Note that none of these enthusiasts have built a carbon copy of each other, which furthers our earlier assessment that hardly any two modified Mustangs are the same. Fact is, Dustin is the only one in the group to have built a convertible, and while others may indeed be faster, we bet it's Dustin who's got the last laugh on a sunny summer evening!

Dustin assembled the underhood scene with driveability as a primary focus, so the turbo was a great choice to team with Edelbrock E-Street heads, Holley’s SysteMax II intake, and a Panhandle Performance custom ground cam.

Tech Specs: 1991 5.0 GT

Engine and Drivetrain


Block: Stock
Crankshaft: Stock
Rods: Stock
Pistons: Stock
Camshaft: Panhandle Performance custom hydraulic-roller w/ 0.540-in lift, 224/232 degrees duration at 0.050, 112-degree lobe separation
Cylinder heads: Edelbrock E-Street aluminum
Intake manifold: Holley SysteMax II
Power Adder: Precision 76mm GTS turbo w/ Precision air-to-air intercooler, Tial 50mm blowoff valve, and Tial 44mm wastegate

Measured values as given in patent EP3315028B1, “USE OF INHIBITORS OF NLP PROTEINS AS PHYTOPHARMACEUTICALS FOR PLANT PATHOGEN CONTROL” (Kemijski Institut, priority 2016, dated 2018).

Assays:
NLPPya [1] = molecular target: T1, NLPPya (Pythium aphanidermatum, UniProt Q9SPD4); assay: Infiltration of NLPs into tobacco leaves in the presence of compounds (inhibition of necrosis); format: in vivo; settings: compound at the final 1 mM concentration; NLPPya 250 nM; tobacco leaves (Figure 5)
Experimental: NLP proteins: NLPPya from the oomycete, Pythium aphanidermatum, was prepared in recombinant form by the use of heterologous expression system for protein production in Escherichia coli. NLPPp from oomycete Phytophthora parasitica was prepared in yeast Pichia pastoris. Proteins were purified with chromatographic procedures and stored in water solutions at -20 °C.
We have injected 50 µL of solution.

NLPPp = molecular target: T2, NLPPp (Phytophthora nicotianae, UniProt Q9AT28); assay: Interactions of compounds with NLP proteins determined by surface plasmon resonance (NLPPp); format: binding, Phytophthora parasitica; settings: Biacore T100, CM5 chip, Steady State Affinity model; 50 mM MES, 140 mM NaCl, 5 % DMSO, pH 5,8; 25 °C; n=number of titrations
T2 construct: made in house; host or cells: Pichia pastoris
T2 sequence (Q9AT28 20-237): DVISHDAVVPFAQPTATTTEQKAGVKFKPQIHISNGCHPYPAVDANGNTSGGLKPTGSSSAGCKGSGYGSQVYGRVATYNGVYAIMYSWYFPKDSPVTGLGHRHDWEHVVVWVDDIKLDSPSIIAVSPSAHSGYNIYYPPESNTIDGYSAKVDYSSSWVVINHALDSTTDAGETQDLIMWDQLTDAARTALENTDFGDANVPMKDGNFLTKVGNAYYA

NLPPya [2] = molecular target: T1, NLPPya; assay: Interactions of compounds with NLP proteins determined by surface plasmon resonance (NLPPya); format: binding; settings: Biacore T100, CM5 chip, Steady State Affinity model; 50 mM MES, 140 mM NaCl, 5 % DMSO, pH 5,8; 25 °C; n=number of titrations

Fuel system: Aeromotive A1000 pump w/ Aeromotive adjustable regulator, -10/-6 lines, On3 Performance fuel rails, and ACCEL 62-lb/hr injectors
Exhaust: B&G Custom 15⁄8-in headers and Y-pipe
Transmission: Tremec TKO 600 Magnum w/ Steeda Tri-Ax shifter, Centerforce DYAD multi-disc clutch/pp, aluminum flywheel, Quick Time scattershield, and Inland Empire 31⁄2-in aluminum driveshaft
Rearend: Ford 8.8 w/ Traction-Lok, 31-spline Yukon axles, and 3.31 gears

Electronics


Engine management: Ford A9L w/ Moates QuarterHorse
Ignition: Stock w/ MSD Digital 6AL
Gauges: Stock w/ Auto Meter Pro-Comp Ultra-Lite

Suspension and Chassis


Front suspension
K-member: PA tubular
A-arms: PA tubular
Struts: Koni Yellow w/ BBK caster/camber plates
Springs: QA1 coilover
Brakes: Cobra 13-in
Wheels: Saleen replica, 18x9-in
Tires: Nexen N3000, 235/40ZR-18

Rear suspension
Shocks: Koni yellow
Springs: QA1 coilover
Control Arms: Chief Chassis tubular
Brakes: Cobra 11.65-in
Wheels: Saleen replica, 18x9-in
Tires: Nexen N3000, 265/35ZR-18